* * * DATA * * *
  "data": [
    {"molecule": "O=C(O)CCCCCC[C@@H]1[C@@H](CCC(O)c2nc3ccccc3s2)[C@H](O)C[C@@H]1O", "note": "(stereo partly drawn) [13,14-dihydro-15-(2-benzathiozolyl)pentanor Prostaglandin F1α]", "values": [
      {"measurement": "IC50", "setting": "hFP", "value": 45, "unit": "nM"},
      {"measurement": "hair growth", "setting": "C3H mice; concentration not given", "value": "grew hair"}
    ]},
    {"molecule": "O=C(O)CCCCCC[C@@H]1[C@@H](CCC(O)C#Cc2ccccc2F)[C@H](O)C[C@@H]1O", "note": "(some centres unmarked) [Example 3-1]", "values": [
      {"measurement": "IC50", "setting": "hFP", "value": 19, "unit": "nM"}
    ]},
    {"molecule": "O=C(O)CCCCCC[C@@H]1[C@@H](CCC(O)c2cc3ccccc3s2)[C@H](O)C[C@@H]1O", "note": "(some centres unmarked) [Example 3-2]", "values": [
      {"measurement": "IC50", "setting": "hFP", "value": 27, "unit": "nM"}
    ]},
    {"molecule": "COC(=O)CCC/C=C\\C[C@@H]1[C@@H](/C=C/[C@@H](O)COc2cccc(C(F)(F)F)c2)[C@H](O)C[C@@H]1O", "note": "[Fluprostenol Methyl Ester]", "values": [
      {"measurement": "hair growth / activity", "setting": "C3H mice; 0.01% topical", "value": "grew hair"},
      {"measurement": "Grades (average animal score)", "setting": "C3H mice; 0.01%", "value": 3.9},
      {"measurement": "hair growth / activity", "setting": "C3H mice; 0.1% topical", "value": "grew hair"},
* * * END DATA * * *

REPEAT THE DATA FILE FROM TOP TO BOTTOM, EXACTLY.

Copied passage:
  "data": [
    {"molecule": "O=C(O)CCCCCC[C@@H]1[C@@H](CCC(O)c2nc3ccccc3s2)[C@H](O)C[C@@H]1O", "note": "(stereo partly drawn) [13,14-dihydro-15-(2-benzathiozolyl)pentanor Prostaglandin F1α]", "values": [
      {"measurement": "IC50", "setting": "hFP", "value": 45, "unit": "nM"},
      {"measurement": "hair growth", "setting": "C3H mice; concentration not given", "value": "grew hair"}
    ]},
    {"molecule": "O=C(O)CCCCCC[C@@H]1[C@@H](CCC(O)C#Cc2ccccc2F)[C@H](O)C[C@@H]1O", "note": "(some centres unmarked) [Example 3-1]", "values": [
      {"measurement": "IC50", "setting": "hFP", "value": 19, "unit": "nM"}
    ]},
    {"molecule": "O=C(O)CCCCCC[C@@H]1[C@@H](CCC(O)c2cc3ccccc3s2)[C@H](O)C[C@@H]1O", "note": "(some centres unmarked) [Example 3-2]", "values": [
      {"measurement": "IC50", "setting": "hFP", "value": 27, "unit": "nM"}
    ]},
    {"molecule": "COC(=O)CCC/C=C\\C[C@@H]1[C@@H](/C=C/[C@@H](O)COc2cccc(C(F)(F)F)c2)[C@H](O)C[C@@H]1O", "note": "[Fluprostenol Methyl Ester]", "values": [
      {"measurement": "hair growth / activity", "setting": "C3H mice; 0.01% topical", "value": "grew hair"},
      {"measurement": "Grades (average animal score)", "setting": "C3H mice; 0.01%", "value": 3.9},
      {"measurement": "hair growth / activity", "setting": "C3H mice; 0.1% topical", "value": "grew hair"},